on May 26, 2009 at 12:00 AM
Below is the text of a speech by Mark Erlich, Executive Secretary-Treasurer of the New England Regional Council of Carpenters to the annual meeting of the Eastern Seaboard Apprenticeship Conference in Boston, MA. The speech was scheduled to be given at an event this evening at the John F. Kennedy Library and Museum.
Thank you for having me here tonight. It’s a pleasure to be speaking at the annual ESAC conference. The setting here is beautiful and the surroundings are enjoyable, but all of us know we are meeting in very troubled times.
Our construction industry has always been a barometer of the health of our nation’s economy, and when the bottom dropped out last fall, our members were among the first to feel the pain and among those occupations that have felt it the deepest. Unemployment in the construction trades now averages between 20 and 30%--even higher in some areas and among some trades, but rarely lower. Architectural billings have plummeted in 2009, meaning that the prospects for the future are not that hopeful. If the architects don’t draw, we don’t build.
Certainly, the stimulus money will have some impact but I think less than some of us would have hoped. In an effort to be bi-partisan, the final allocation of the $787 billion package included $288 in tax cuts and only $27 billion in traditional infrastructure investment. We welcome every single one of those dollars, but I do not believe they will be enough to clear our benches.
If, as they say, crisis offers opportunities, then perhaps this period is an opportunity to understand how we got to this point, to re-think some of our nation’s underlying values, and to look at the work we do in new and better ways.
I read a recent article by Simon Johnson, former chief economist of the International Monetary Fund, the organization that works with financially troubled countries to get out from under economic crises. Johnson, representing a very mainstream organization, points out that the problems facing the United States are not unlike those of the so-called "banana republics" he dealt with at the IMF, where the problems were as much political as economic, where the ultimate obstacles involve the undemocratic control of their country’s economies.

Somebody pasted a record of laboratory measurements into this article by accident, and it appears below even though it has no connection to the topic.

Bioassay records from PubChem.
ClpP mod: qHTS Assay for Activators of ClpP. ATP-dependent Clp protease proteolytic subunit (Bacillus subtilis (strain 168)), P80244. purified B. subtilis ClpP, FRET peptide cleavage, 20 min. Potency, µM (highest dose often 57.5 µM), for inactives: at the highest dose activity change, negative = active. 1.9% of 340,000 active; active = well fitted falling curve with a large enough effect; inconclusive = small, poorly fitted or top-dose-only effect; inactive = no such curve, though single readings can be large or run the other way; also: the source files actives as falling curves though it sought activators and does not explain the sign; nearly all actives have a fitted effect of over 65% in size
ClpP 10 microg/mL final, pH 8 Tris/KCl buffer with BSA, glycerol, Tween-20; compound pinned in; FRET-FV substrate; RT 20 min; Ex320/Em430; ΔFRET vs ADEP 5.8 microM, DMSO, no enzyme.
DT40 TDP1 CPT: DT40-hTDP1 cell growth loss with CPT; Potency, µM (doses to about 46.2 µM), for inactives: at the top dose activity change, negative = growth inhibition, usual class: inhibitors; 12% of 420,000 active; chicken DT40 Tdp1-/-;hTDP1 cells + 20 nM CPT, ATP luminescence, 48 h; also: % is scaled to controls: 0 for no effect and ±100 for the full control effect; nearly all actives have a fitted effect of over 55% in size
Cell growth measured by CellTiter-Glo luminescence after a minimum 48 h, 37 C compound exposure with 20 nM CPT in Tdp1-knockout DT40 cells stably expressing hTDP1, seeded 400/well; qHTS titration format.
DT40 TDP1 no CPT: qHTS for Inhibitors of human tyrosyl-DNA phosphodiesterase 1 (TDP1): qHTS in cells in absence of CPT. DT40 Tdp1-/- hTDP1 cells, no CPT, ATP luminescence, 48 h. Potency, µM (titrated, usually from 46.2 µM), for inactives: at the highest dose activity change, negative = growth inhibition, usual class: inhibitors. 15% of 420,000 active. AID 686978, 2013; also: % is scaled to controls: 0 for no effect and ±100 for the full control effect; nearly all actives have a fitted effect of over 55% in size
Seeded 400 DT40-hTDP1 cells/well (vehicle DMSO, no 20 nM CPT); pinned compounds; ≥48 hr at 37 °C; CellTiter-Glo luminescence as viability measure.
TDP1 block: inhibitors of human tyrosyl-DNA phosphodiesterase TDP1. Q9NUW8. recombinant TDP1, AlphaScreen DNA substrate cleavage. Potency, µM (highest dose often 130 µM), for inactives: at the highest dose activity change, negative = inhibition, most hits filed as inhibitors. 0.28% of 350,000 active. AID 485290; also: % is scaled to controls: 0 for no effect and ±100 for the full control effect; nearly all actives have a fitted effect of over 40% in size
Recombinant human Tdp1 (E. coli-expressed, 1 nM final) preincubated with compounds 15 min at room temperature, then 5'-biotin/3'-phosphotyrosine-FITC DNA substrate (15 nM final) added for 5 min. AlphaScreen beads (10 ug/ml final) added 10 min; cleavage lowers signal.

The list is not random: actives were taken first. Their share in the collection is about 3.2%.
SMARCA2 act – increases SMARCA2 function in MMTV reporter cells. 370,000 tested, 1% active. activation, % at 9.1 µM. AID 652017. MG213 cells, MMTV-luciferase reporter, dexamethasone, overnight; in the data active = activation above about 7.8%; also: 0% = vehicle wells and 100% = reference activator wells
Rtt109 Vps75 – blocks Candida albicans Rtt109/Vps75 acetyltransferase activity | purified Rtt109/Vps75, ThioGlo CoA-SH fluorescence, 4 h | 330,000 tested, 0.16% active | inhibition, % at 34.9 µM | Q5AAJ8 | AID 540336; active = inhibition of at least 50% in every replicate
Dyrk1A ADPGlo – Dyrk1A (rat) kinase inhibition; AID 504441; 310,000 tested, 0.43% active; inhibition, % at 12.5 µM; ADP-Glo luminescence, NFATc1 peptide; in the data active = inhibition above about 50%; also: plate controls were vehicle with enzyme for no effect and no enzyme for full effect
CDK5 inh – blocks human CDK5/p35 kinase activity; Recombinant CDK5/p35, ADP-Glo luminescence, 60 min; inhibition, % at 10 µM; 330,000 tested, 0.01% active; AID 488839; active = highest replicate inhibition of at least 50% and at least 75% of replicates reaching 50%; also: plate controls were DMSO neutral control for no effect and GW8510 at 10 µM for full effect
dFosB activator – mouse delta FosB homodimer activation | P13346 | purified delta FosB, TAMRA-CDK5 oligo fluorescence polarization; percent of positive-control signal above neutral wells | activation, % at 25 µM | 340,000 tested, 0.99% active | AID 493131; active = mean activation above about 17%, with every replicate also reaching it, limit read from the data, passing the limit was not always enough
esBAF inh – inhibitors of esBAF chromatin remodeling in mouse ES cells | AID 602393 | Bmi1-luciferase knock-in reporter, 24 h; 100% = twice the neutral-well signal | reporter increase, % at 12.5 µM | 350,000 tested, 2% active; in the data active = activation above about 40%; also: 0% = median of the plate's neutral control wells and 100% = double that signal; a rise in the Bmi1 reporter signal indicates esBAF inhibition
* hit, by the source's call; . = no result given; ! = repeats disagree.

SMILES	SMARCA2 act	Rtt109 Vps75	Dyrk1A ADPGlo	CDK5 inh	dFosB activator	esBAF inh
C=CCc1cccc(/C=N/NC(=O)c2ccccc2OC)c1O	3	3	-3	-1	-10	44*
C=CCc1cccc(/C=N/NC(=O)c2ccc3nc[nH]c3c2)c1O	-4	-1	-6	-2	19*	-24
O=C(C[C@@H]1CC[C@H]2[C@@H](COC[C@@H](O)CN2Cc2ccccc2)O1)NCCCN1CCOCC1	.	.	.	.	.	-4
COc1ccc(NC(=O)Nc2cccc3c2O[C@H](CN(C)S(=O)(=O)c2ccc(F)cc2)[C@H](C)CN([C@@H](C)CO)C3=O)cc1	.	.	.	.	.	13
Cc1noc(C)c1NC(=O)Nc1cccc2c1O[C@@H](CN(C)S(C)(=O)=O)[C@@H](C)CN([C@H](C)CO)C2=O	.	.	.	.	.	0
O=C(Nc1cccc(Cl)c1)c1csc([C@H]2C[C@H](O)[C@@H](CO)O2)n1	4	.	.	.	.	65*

According to Johnson, there is a "deeper and more disturbing similarity: elite business interests--financiers, in the case of the U.S.--played a central role in creating the crisis, making ever-larger gambles, with the implicit backing of the government, until the inevitable collapse."
For the past 25 years or so, finance boomed, starting with the Reagan years, and gaining strength with the deregulatory policies of the Clinton and bush administrations. Wall Street ran with the invention of securitization, interest-rate swaps, and credit-default swaps as sources of income. From 1973 to 1985, the financial sector had never earned more than 16 percent of domestic corporate profits. But in this decade, it reached 41 percent of all corporate profits. Pay rose just as dramatically. From 1948 to 1982, average compensation in the financial sector ranged between 99 percent and 108 percent of the average for all domestic private industries. From 1983, it shot upward, reaching 181 percent in 2007.
The American financial industry gained political power by promoting a belief system that what was good for Wall Street was good for the country. In a world that celebrates the idea of making money, it was easy to believe that the interests of the financial sector were the same as the interests of the country--and that the winners in that world knew better what was good for America than everyone else did.
But this belief system has proved empty and destructive. This is a time for all of us to ask: what is really important in our society? The glamor of money and celebrity or the value of hard work that is the bedrock of our nation’s strength? In the aftermath of 9/11, who in lower Manhattan led the efforts of rescue and recovery? Was it the celebrated investment bankers and fund managers who worked on Wall Street? No, it was the construction workers, cops, firefighters, and EMTs--all union members, by the way--who did the dirty work and possessed the skills to help New York and our country, begin a return to normalcy.
Unfortunately, a return to normalcy on Wall Street meant using workers’ pension funds and 401ks to bet the house on increasingly leveraged financial instruments. In the end, the house of cards came tumbling down and the ones who are paying the ultimate costs are America’s working families--the kinds of people who rescued those on Wall Street from the consequences of a terrorist attack.